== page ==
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I was using Cuba library to do some integration, but I found that it's generally much slower with parallelization than without.

MWE:

Install["/path/to/Cuba/Vegas"];
SetOptions[Vegas,Verbose->0];
Vegas[Sin[x],{x,0,1},PrecisionGoal->6,MaxPoints->10^6]//AbsoluteTiming
(*{8.48996, {{0.4597, 0.0000217312, 4.32426*10^-14 }}}*)
MapSample = ParallelMap;
Vegas[Sin[x],{x,0,1},PrecisionGoal->6,MaxPoints->10^6]//AbsoluteTiming
(*{55.2991, {{0.4597, 0.0000217312, 4.32426*10^-14 }}}*)

We can see that parallelization (with 16 kernels) is 7 times slower than without parallelization. If I increase the number of kernels to 32, the speed is even slower (102s).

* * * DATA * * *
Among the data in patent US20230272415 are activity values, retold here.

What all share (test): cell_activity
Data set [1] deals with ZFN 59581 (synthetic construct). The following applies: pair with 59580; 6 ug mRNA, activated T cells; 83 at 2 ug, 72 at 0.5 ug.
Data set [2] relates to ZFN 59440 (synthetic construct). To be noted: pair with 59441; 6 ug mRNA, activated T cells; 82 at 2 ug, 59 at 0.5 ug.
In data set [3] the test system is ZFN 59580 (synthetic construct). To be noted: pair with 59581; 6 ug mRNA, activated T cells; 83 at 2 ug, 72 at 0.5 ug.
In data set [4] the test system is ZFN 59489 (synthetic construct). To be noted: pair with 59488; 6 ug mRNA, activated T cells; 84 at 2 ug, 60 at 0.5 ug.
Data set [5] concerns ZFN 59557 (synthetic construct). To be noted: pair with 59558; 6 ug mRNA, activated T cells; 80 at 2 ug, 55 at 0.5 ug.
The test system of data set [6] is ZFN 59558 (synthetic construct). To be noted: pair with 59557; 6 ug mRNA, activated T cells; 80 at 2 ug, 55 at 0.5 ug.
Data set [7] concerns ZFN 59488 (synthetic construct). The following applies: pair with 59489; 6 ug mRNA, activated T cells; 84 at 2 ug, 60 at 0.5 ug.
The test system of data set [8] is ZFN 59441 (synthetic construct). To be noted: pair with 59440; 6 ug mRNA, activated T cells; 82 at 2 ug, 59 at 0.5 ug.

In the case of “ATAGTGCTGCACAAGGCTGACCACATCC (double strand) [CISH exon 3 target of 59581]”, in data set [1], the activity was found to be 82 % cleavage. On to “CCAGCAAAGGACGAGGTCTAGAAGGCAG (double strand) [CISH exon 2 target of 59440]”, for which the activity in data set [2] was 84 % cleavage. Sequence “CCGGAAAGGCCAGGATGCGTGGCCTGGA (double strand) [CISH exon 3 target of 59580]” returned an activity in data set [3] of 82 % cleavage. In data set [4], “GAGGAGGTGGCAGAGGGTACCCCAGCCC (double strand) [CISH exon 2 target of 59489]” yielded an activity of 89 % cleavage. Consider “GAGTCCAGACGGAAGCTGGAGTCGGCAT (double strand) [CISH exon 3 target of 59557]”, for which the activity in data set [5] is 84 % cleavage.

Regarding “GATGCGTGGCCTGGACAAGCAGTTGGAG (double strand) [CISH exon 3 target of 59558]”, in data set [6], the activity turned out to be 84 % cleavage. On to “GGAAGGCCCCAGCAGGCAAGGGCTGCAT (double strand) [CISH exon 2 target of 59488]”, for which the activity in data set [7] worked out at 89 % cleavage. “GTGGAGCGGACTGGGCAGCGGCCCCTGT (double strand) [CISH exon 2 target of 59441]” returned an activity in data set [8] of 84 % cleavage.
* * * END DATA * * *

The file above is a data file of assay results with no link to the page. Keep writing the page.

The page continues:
EDIT:

The tests performed above is on a workstation with E5-2680 v3 (48 threads) and I tried both MMA 11.3 and 12.1. I also tested it on a PC with a i7-4790 (only opened 6 kernels) and the MMA version is 12.1. Cuba in question is Cuba-4.2.

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  • $\begingroup$ It would be helpful to know the specs of the rest of the system...often the bottleneck is something else. $\endgroup$ Aug 31, 2020 at 11:35
  • $\begingroup$ @morbo I added some infos. Hope it helps. $\endgroup$
    – Turgon
    Sep 1, 2020 at 7:20
  • $\begingroup$ My guess that the MKL is multi-threaded, but ParallelMap sets the maximum number of threads to 1 (one), and you lose the efficiency of the MKL, if the Cuba package is written to take advantage of it. The advice here and in the comments here may be helpful. $\endgroup$
    – Michael E2
    Sep 1, 2020 at 16:25
  • $\begingroup$ @MichaelE2 Manually setting MKLThreadNumber to 4 in parallel kernels didn't help. $\endgroup$
    – Turgon
    Sep 2, 2020 at 19:50

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